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FROM THE CHAIR
First off . ARCHIVES FAIR 2002 : The Annual DC Caucus Archives Fair will be held on October 10, 2002 at the Ripley Center of the Smithsonian Institution. The event is free and open to the public and that means YOU and your closest friends and neighbors! The event will run from 12 noon until 7pm.
Thomas Battle, director
of the Moorland-Spingarn Research Center at Howard University will
be this years lecturer. He will discuss the challenges of collecting
material that documents African-American history. Battles talk
will be followed by a panel discussion of the problems with and progress
in collecting African-American archival material. The panelists will
be Doris Rich, author of Queen Bess: Daredevil Aviate;
Paul Silbermann of the National Air and Space Museum, who is
the processing archivist of the Benjamin O. Davis Jr. papers; and
Judith Korey, curator of the Felix E. Grant Jazz Archives at
the University of the District of Columbia. The lecture will be
held in the Lecture Hall of the Ripley Center at 2:30pm.
The repositories participating
in the 2002 DC Caucus/MARAC Archives Fair include:
Archives of American Art, SI; Archives of American
Gardens, SI; Charles Sumner School Museum and Archives; Corcoran Archives;
District of Columbia Public Library - Washingtoniana Division, Goodwill
Archives; George Washington University; Howard University, Historical
Society of Washington DC, Moorland Springarn Research Center; Marine
Corps Research Center; National Academy of Sciences; National Air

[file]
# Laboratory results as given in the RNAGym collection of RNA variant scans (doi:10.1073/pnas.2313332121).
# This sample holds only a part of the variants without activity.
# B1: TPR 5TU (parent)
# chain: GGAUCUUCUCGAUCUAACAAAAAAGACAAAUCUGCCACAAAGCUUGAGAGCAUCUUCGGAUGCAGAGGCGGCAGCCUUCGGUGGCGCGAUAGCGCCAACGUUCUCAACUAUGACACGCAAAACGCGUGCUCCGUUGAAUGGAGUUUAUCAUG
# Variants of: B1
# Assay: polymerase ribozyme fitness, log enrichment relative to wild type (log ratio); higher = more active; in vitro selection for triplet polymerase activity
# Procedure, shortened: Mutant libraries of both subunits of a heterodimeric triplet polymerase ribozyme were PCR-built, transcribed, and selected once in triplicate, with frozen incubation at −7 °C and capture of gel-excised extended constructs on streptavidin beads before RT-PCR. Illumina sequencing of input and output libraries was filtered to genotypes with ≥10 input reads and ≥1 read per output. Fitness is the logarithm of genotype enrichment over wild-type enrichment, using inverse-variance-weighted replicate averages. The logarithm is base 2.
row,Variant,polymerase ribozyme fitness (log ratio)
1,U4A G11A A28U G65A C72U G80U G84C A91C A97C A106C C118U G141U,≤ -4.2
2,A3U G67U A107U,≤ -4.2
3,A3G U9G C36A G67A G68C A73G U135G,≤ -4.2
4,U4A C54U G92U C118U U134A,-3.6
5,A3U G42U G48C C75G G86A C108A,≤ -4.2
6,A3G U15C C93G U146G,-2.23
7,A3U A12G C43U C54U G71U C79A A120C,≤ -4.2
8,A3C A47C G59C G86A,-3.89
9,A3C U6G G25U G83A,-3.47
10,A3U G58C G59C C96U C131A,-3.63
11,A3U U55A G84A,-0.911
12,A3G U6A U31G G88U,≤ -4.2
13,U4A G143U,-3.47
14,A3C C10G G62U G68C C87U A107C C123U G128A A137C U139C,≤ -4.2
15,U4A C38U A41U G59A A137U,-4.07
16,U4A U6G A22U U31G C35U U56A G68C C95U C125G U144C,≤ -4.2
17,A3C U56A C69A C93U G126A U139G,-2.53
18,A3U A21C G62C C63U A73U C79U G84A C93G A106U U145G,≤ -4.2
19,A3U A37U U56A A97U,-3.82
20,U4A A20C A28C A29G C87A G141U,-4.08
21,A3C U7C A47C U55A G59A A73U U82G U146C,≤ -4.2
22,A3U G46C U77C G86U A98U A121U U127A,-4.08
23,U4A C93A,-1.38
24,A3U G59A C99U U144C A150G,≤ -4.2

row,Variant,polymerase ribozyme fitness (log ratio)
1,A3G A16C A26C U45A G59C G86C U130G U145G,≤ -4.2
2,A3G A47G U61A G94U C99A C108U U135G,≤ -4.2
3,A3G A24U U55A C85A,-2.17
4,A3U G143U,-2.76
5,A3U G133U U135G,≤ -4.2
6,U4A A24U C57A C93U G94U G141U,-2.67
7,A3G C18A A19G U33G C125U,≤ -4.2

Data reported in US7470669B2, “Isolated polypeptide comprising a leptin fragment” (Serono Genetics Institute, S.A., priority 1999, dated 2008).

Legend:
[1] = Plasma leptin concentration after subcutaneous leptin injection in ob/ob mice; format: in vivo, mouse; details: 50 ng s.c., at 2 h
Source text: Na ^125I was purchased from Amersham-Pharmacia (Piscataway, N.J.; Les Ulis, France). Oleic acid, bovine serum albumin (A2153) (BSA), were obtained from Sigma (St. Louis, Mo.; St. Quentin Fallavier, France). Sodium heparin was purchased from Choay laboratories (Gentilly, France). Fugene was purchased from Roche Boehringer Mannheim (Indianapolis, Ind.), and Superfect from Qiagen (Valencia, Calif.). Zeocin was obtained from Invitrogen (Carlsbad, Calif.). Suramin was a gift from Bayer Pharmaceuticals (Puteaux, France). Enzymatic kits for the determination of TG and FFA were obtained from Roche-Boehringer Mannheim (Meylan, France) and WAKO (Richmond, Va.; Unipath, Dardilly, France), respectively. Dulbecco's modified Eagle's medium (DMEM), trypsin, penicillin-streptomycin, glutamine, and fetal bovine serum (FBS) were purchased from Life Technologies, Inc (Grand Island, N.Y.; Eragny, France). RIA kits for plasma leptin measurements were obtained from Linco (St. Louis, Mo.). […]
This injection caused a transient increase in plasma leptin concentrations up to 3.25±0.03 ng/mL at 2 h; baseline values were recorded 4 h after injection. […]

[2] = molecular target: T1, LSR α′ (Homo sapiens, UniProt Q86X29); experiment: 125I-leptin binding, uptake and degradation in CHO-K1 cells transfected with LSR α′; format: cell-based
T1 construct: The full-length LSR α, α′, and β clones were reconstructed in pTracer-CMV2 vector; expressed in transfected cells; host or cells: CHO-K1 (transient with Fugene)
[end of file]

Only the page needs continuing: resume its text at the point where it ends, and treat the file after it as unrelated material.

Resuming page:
and Space Museum Archives Division, SI; National Archives and Records
Administration; National Museum of Health and Medicine; University
of Maryland; Library of Congress, Manuscript Division; American Red
Cross; National Anthropology Archives, SI; Felix E. Grant Jazz Archives,
University of the District of Columbia; National Museum of American
History, SI; George Mason University Special Collections & Archives;
Freer Gallery of Art and Arthur M. Sackler Gallery, SI; United Methodist
Church; U.S. Senate Historical Office and the Architect of the Capitol;
Historical Society of Washington DC; Smithsonian Institution Archives;
and the Defense Technical Information Center.
I hope to see a lot of
you in Poughkeepsie, New York at the MARAC Fall 2002 Conference.
It will be held October 24-26, 2002 at the Grand Hotel and
is a joint meeting with the New England Archivists (NEA). The
theme of the conference is "A New Deal for Archivists: The Expanding
Scope and Content of Archival Repositories. Details on the conference
can be found on the MARAC website - www.lib.umd.edu/MARAC/maraccon.htm:
The Thursday schedule will be as usual with workshops, tours,
committee meetings, and the hospitality suite. On Friday morning,
MARAC members will have a continental breakfast, the caucus meetings,
and the business meeting. After the mid-day luncheon, the program
proper will begin with an afternoon of sessions; an evening reception
will follow. On Saturday morning there will be more program sessions.
The luncheon speaker will be Dr. Edward Tenner, author of Why
Things Bite Back: Technology and the Revenge of Unintended Consequences.
The Corcoran Gallery of Art is undertaking an NHPRC-funded project to transcribe, annotate, index, and publish the journals of the Gallery's first director/curator, William MacLeod (1811-1892).